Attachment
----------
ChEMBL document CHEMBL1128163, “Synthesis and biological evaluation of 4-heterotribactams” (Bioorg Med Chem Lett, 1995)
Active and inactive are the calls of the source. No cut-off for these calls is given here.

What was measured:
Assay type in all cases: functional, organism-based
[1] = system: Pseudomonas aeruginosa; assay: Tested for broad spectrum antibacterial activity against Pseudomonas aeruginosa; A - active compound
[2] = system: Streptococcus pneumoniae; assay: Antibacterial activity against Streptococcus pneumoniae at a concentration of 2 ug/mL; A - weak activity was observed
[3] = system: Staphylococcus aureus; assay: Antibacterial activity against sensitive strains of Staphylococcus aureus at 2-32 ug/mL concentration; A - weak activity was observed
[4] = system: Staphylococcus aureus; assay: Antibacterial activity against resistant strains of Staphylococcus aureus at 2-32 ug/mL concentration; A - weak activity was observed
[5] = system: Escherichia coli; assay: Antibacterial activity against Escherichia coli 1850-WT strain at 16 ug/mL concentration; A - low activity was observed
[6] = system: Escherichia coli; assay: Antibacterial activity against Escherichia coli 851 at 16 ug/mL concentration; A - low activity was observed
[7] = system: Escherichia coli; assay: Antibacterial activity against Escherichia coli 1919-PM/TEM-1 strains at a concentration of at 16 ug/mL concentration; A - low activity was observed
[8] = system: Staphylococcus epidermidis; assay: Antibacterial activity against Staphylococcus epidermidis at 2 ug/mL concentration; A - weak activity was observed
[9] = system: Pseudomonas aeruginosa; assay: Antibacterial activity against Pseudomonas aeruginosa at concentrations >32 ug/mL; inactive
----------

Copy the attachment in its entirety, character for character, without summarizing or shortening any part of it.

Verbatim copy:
ChEMBL document CHEMBL1128163, “Synthesis and biological evaluation of 4-heterotribactams” (Bioorg Med Chem Lett, 1995)
Active and inactive are the calls of the source. No cut-off for these calls is given here.

What was measured:
Assay type in all cases: functional, organism-based
[1] = system: Pseudomonas aeruginosa; assay: Tested for broad spectrum antibacterial activity against Pseudomonas aeruginosa; A - active compound
[2] = system: Streptococcus pneumoniae; assay: Antibacterial activity against Streptococcus pneumoniae at a concentration of 2 ug/mL; A - weak activity was observed
[3] = system: Staphylococcus aureus; assay: Antibacterial activity against sensitive strains of Staphylococcus aureus at 2-32 ug/mL concentration; A - weak activity was observed
[4] = system: Staphylococcus aureus; assay: Antibacterial activity against resistant strains of Staphylococcus aureus at 2-32 ug/mL concentration; A - weak activity was observed
[5] = system: Escherichia coli; assay: Antibacterial activity against Escherichia coli 1850-WT strain at 16 ug/mL concentration; A - low activity was observed
[6] = system: Escherichia coli; assay: Antibacterial activity against Escherichia coli 851 at 16 ug/mL concentration; A - low activity was observed
[7] = system: Escherichia coli; assay: Antibacterial activity against Escherichia coli 1919-PM/TEM-1 strains at a concentration of at 16 ug/mL concentration; A - low activity was observed
[8] = system: Staphylococcus epidermidis; assay: Antibacterial activity against Staphylococcus epidermidis at 2 ug/mL concentration; A - weak activity was observed
[9] = system: Pseudomonas aeruginosa; assay: Antibacterial activity against Pseudomonas aeruginosa at concentrations >32 ug/mL; inactive